And here are some selected links to the work I read and wrote last week:


Posts for subscribers:


Political Data

From me for The Economist: “How being second choice could put Elizabeth Warren on top”

Ms Warren generates enthusiasm among her followers. But her popularity among supporters of her rivals in the Democratic field is even more impressive. A large proportion of Democrats who favour the other leading contenders would consider voting for Ms Warren, including 41% of Mr Biden’s supporters and 40% of Mr Sanders’ boosters. A whopping 52% of those who favour Pete Buttigieg, the mayor of South Bend, Indiana, would consider Ms Warren, too. Among the leading candidates, only supporters of Andrew Yang, an entrepreneur from New York, do not rank Ms Warren as their second choice.

Also from me for The Economist: “Americans’ views on impeachment mirror the president’s approval ratings”

The Economist’s analysis of political polls reveals that in early September, before news broke that Mr Trump had asked President Volodymyr Zelensky of Ukraine to investigate a political rival in return for military aid, roughly 45% of Americans opposed impeaching Mr Trump and 42% approved of his job as president. That gap closed the following month when Democrats announced they would begin an impeachment inquiry. On October 23rd, 41 % of Americans approved of Mr Trump’s job performance and the same share opposed impeaching him. The share of those Americans who wanted to impeach him grew. In September, 54% of adults disapproved of Mr Trump and 45% supported impeaching him. By late October, the president’s disapproval rating was the same but 50% wanted him out of office.

Nate Cohn (The Upshot): “What Our Poll Shows About Impeachment Views in 6 Swing States”

In the six closest states carried by the president in 2016, registered voters support the impeachment inquiry by a five-point margin, 50 percent to 45 percent. The same voters oppose impeaching Mr. Trump and removing him from office, 53 percent to 43 percent.

The survey depicts a deeply divided electorate in battleground states a year from the election, with the president’s core supporters and opponents exceptionally energized and unified. Yet at the same time, a crucial sliver of relatively moderate voters — just 7 percent of the electorate — support the inquiry without backing Mr. Trump’s impeachment and removal from office.

Kabir Khanna (CBS News): “Analysis: Which voters are changing their minds in fluid Democratic primary race”

About two in ten of Warren's July supporters changed their minds at some point (the lowest rate for any of the leading candidates). While 13% of her July supporters switched away from her and stuck with different candidates, 7% of them ended up switching back to her in October. So her net loss between July and October was really just 13%.

Sanders and Biden have lost a respective 18% of 23% of their July supporters, but Biden had more switch back to him in October, mitigating his losses (7% vs. 3% for Sanders). A sizeable 35% of Buttigieg's July supporters switched away from him, but another 11% switched back.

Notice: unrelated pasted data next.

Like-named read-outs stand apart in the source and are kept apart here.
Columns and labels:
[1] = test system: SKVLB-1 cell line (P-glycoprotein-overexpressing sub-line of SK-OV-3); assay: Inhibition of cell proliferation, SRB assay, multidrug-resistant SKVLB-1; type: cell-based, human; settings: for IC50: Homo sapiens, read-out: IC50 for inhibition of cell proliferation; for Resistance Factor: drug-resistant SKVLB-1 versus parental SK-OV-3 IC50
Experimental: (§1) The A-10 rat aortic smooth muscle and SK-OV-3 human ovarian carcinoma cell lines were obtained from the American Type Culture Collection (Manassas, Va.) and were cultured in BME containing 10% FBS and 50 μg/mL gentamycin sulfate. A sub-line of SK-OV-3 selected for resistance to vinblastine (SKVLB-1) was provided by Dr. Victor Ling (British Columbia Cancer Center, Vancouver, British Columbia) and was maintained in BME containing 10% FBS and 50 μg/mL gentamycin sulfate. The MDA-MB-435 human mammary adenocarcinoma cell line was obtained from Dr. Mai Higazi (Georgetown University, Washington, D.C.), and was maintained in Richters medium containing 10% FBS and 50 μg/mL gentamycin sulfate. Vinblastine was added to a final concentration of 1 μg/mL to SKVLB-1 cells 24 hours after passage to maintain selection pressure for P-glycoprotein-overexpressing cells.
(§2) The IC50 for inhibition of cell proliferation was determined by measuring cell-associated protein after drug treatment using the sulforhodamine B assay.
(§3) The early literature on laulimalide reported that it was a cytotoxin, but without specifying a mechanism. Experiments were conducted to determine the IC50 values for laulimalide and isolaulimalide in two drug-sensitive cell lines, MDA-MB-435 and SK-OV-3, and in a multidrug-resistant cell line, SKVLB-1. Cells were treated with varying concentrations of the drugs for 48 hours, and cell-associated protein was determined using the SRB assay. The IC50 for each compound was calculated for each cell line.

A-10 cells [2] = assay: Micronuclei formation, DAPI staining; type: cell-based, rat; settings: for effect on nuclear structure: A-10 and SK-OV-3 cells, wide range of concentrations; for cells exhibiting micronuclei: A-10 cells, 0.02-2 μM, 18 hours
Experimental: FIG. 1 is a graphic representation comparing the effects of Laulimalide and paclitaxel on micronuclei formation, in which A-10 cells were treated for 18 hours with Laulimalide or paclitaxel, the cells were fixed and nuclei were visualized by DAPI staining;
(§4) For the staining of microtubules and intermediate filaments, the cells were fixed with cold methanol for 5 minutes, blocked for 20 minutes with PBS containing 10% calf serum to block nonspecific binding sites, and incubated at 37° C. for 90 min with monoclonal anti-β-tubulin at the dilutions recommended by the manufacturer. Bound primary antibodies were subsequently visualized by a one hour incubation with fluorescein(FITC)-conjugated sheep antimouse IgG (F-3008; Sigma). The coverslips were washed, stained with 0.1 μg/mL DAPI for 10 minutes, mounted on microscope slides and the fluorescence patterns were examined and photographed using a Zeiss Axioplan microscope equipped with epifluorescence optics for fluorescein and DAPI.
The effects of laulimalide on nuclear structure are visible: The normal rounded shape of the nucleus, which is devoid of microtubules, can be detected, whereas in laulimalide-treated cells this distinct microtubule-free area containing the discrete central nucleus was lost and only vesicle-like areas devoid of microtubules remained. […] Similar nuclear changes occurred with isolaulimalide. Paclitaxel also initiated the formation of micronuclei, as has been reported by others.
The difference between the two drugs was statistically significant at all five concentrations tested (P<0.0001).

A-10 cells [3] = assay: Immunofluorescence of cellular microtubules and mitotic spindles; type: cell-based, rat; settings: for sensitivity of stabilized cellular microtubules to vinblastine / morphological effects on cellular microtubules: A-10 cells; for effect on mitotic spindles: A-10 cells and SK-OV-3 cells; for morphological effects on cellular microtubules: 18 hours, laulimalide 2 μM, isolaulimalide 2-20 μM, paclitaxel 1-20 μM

Harris has lost the biggest chunk of her July supporters: 65% switched away, while only 7% switched back to her. These voters changing their minds have driven her decline in the polls since the summer, with the plurality of them now backing Warren.

John Gramlich (Pew Research Center): “5 tips for writing about polls”

  1. Always be clear about who was surveyed

  2. Let your readers know when the survey was conducted

  3. Stay faithful to the way survey questions were worded

  4. Pay attention to margins of error

  5. It’s good to provide context, but it’s dangerous to ascribe causality


Other Data

Danny Lewis (National Geographic): “This Map Shows Over a Century of Documented Lynchings in the United States”

It’s unlikely historians will ever know just how many lynchings happened throughout the history of the U.S., as many likely went unreported, or were not classified as lynchings in documentation at the time. However, the sheer number of those that are on the books is staggering—according to the Equal Justice Initiative’s (EJI) 2015 report, Lynching in America, more than 4,000 black people were publicly murdered in the U.S. between 1877 and 1950. Tools like this site serves as an important endeavor to help mark these dark parts of American history and make it more visible and accessible for all.


Political Science, Survey Research, and Other Nerdy Things

Not exactly a research paper or even explicitly scientific, but this newsletter from the NYT on how social media is making protests more common while polarization weakens their effects is spot-on.


What I'm Reading and Working On

This week I’ll have some exciting and innovative work on Chinese Twitter bot networks and the NBA. I’m also working out some math on impeachment and the Senate. Stay tuned. I’m reading a lot of books right now, but the one I’m particularly enjoying is a collection of short stories from Hemingway titled “In Our Time”.


Something Fun

I am not a huge football fan, but I do enjoy data and Texas, so this piece from FiveThirtyEight was fun and revealing. “How Widespread if Your College Football Fan Base?”